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Old 11-11-2007, 09:03 PM
 
2,668 posts, read 3,551,060 times
Reputation: 1010

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well i dont follow why if you havent even been to alaska,why you would choose a city with less then 400 people in it,that is about one hundred miles to a city of any size,when you have no place lined up to live,and no job prospects in the area.i dont imagine there is much in the way of employment there,how do you intend to eat and pay for your 39 acres?there are plenty of small towns where you might have a chance at employment or are close enough to commute from.
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Old 11-11-2007, 09:21 PM
 
Location: tx
58 posts, read 265,535 times
Reputation: 36
ok smart@!!, my husband was raised country and likes hard real work. hes helped his gpa, his other one was a roughneck for yrs. thanks for the stereotyping....
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Old 11-11-2007, 09:22 PM
 
Location: Not far from Fairbanks, AK
16,166 posts, read 27,421,913 times
Reputation: 11834
Quote:
Originally Posted by JavaPhil View Post
Ray, I think you made a typo. No biggie. But I think Anderson is on the Tenana, not the Yukon.
Thanks for pointing it out.
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Old 11-11-2007, 09:24 PM
 
Location: Not far from Fairbanks, AK
16,166 posts, read 27,421,913 times
Reputation: 11834
Quote:
Originally Posted by imbobbbb View Post
well i dont follow why if you havent even been to alaska,why you would choose a city with less then 400 people in it,that is about one hundred miles to a city of any size,when you have no place lined up to live,and no job prospects in the area.i dont imagine there is much in the way of employment there,how do you intend to eat and pay for your 39 acres?there are plenty of small towns where you might have a chance at employment or are close enough to commute from.
Clear is nearby, but I have no idea if the military has any job openings there.
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Old 11-11-2007, 09:25 PM
 
3,774 posts, read 9,895,229 times
Reputation: 1834
No problemo Hoss. I know you know better, and you were probably thinking about something else while typing. Done it myself a hundred (thousand) times.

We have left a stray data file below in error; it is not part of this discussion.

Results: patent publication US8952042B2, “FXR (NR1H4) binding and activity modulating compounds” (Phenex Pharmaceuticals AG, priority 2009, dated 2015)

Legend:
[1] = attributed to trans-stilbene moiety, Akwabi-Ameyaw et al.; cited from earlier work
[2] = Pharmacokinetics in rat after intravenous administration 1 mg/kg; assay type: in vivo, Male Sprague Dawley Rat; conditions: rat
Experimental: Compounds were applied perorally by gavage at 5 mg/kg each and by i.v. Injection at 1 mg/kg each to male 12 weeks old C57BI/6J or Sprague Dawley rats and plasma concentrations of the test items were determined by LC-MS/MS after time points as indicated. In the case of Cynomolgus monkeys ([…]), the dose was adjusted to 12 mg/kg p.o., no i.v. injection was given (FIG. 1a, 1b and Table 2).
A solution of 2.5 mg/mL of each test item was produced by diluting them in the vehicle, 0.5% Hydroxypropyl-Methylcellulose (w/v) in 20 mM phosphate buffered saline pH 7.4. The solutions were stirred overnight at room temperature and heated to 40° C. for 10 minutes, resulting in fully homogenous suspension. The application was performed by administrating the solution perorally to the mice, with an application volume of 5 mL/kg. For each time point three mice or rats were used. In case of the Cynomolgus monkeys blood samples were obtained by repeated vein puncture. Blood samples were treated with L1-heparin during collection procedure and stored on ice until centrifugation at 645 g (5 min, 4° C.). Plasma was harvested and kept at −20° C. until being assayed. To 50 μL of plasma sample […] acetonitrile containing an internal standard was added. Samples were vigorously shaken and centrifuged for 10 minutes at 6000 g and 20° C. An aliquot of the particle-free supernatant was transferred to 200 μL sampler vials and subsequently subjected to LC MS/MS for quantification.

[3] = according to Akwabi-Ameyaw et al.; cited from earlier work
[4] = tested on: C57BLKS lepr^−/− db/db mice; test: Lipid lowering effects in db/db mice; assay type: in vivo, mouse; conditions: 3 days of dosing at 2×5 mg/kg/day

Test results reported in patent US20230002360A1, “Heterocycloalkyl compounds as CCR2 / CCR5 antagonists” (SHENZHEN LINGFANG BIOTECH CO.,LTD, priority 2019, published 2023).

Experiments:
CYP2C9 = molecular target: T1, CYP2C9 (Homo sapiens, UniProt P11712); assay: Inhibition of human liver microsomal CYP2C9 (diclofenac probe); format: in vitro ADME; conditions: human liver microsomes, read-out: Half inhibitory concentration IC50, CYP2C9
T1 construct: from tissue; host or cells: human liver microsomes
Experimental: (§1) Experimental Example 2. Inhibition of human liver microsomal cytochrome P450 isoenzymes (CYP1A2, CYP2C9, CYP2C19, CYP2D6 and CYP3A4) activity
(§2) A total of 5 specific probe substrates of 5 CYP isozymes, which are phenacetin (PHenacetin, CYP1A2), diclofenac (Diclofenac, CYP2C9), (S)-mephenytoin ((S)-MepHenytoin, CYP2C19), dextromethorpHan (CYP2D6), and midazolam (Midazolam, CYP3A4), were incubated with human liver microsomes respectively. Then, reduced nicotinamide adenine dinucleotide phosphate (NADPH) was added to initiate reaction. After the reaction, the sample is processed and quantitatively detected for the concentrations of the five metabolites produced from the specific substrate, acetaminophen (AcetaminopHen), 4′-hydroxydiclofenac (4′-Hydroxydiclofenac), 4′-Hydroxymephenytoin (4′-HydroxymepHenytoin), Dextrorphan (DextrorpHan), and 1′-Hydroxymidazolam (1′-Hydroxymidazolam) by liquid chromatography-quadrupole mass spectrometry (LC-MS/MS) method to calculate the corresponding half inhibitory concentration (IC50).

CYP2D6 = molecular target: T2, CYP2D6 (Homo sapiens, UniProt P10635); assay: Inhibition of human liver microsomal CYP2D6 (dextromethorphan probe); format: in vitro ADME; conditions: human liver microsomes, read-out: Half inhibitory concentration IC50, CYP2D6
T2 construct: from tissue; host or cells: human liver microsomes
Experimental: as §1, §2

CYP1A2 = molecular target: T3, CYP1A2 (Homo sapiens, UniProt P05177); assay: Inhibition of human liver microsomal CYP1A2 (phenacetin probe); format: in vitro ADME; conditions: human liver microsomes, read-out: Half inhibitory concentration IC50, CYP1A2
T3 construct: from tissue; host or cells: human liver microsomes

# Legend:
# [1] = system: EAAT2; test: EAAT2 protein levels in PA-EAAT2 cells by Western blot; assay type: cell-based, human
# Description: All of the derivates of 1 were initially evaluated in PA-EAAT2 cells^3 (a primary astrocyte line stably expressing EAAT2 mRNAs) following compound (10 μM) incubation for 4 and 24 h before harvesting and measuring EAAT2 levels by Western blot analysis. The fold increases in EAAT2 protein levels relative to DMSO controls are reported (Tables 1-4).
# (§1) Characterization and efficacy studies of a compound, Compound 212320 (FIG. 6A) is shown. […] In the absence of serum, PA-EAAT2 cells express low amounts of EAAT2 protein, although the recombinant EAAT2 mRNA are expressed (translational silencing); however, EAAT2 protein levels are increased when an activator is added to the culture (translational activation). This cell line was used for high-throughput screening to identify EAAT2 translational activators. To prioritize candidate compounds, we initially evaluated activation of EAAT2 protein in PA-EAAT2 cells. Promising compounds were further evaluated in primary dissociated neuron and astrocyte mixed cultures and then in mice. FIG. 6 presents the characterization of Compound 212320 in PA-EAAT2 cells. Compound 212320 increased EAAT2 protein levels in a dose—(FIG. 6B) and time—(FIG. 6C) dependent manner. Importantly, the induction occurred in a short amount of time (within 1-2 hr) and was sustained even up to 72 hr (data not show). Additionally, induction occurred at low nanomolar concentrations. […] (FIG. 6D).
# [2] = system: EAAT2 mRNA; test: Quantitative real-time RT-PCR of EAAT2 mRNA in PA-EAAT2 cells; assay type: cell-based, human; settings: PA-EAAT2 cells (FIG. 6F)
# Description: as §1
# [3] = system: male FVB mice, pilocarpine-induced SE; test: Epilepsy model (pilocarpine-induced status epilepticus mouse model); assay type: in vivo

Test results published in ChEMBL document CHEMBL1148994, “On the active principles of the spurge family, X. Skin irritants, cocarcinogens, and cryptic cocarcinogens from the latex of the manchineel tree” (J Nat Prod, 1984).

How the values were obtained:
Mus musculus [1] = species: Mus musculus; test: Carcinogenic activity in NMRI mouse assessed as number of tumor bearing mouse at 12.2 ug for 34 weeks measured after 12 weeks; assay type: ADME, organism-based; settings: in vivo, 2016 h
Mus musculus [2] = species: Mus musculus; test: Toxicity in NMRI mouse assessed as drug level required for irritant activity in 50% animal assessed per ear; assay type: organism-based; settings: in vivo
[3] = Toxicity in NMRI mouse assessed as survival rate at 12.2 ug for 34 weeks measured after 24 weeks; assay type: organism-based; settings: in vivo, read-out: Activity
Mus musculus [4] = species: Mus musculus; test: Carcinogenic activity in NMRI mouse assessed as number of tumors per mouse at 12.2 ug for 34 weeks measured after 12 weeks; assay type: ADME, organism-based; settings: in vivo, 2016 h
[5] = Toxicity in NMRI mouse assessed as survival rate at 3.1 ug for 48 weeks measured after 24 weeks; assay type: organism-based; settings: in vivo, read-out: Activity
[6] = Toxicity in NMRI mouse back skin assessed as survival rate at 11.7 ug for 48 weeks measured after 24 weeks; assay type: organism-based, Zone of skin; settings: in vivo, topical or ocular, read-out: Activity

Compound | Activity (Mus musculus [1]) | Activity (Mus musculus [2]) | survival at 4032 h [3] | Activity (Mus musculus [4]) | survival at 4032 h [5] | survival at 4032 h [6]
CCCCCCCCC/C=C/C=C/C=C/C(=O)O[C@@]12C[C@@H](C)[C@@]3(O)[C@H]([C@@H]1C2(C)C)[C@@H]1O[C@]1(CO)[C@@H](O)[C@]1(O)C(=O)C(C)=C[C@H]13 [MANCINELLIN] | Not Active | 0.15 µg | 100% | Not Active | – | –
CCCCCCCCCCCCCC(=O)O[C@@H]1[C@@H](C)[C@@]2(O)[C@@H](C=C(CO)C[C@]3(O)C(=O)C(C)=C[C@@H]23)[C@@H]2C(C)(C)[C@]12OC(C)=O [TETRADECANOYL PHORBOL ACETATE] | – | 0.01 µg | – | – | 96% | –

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Old 11-11-2007, 11:55 PM
 
Location: Naptowne, Alaska
15,596 posts, read 34,548,601 times
Reputation: 14657
Quote:
Originally Posted by User 2 View Post
Since I've done some roughnecking, I'm dying to know what roughnecking for Home Depot is like.
If you read the very first post the OP is asking for info on roughnecking. Please keep your posts "on-topic" or offer some other usefull information, or I may have to ask you to go get the key to the "V" door.

Last edited by Rance; 11-12-2007 at 01:14 AM..
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Old 11-12-2007, 02:13 AM
 
1,252 posts, read 725,461 times
Reputation: 107
Quote:
Originally Posted by Rance View Post
If you read the very first post the OP is asking for info on roughnecking. Please keep your posts "on-topic" or offer some other usefull information, or I may have to ask you to go get the key to the "V" door.
That's exactly why I asked about roughnecking for Home Depot.

Roughneck jobs are few and far between now and they won't be likely available to someone with no past experience, it's an unlikely expectation that just calling around will land one a job in that field. The days of boom, where labor was literally picked up off the street is over.

Most of the work is done through a very small pool of contractors, and they are overladen with experienced hands who are constantly being brought on for short periods and then laid off again until they are needed again.

I thought it strange that no one else on this forum even attempted to convey any of this information.

It seems there's one contingent of people on this forum who encourage people to do whatever they might have a hankering for without bothering to note there might be some drawbacks to, say moving out into the bush unprepared and unaware.